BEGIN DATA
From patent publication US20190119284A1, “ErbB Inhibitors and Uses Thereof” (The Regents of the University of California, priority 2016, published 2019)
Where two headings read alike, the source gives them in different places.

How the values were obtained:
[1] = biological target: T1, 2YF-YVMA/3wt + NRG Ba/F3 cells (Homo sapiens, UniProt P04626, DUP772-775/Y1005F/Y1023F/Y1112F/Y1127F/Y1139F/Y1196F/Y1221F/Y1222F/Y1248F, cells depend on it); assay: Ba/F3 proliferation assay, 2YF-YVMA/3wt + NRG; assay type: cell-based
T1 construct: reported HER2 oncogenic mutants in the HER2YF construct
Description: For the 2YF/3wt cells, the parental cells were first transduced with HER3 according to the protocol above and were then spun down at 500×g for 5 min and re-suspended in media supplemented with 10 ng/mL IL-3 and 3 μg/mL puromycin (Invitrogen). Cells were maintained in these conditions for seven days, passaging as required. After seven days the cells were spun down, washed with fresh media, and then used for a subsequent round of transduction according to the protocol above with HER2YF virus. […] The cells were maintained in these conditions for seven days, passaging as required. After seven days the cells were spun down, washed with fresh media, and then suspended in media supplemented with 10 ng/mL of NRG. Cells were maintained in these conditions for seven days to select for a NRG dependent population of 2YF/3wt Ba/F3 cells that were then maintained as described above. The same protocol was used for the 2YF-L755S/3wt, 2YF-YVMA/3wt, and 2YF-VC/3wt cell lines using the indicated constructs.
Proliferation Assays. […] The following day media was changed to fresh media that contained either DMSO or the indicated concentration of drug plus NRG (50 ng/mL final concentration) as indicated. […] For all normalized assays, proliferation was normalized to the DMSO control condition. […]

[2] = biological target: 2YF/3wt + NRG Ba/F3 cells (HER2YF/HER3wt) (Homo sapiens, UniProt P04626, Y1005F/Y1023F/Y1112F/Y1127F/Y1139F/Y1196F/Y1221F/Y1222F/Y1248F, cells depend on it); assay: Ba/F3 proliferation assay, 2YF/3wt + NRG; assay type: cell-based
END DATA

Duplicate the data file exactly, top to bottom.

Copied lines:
From patent publication US20190119284A1, “ErbB Inhibitors and Uses Thereof” (The Regents of the University of California, priority 2016, published 2019)
Where two headings read alike, the source gives them in different places.

How the values were obtained:
[1] = biological target: T1, 2YF-YVMA/3wt + NRG Ba/F3 cells (Homo sapiens, UniProt P04626, DUP772-775/Y1005F/Y1023F/Y1112F/Y1127F/Y1139F/Y1196F/Y1221F/Y1222F/Y1248F, cells depend on it); assay: Ba/F3 proliferation assay, 2YF-YVMA/3wt + NRG; assay type: cell-based
T1 construct: reported HER2 oncogenic mutants in the HER2YF construct
Description: For the 2YF/3wt cells, the parental cells were first transduced with HER3 according to the protocol above and were then spun down at 500×g for 5 min and re-suspended in media supplemented with 10 ng/mL IL-3 and 3 μg/mL puromycin (Invitrogen). Cells were maintained in these conditions for seven days, passaging as required. After seven days the cells were spun down, washed with fresh media, and then used for a subsequent round of transduction according to the protocol above with HER2YF virus. […] The cells were maintained in these conditions for seven days, passaging as required. After seven days the cells were spun down, washed with fresh media, and then suspended in media supplemented with 10 ng/mL of NRG. Cells were maintained in these conditions for seven days to select for a NRG dependent population of 2YF/3wt Ba/F3 cells that were then maintained as described above. The same protocol was used for the 2YF-L755S/3wt, 2YF-YVMA/3wt, and 2YF-VC/3wt cell lines using the indicated constructs.
Proliferation Assays. […] The following day media was changed to fresh media that contained either DMSO or the indicated concentration of drug plus NRG (50 ng/mL final concentration) as indicated. […] For all normalized assays, proliferation was normalized to the DMSO control condition. […]

[2] = biological target: 2YF/3wt + NRG Ba/F3 cells (HER2YF/HER3wt) (Homo sapiens, UniProt P04626, Y1005F/Y1023F/Y1112F/Y1127F/Y1139F/Y1196F/Y1221F/Y1222F/Y1248F, cells depend on it); assay: Ba/F3 proliferation assay, 2YF/3wt + NRG; assay type: cell-based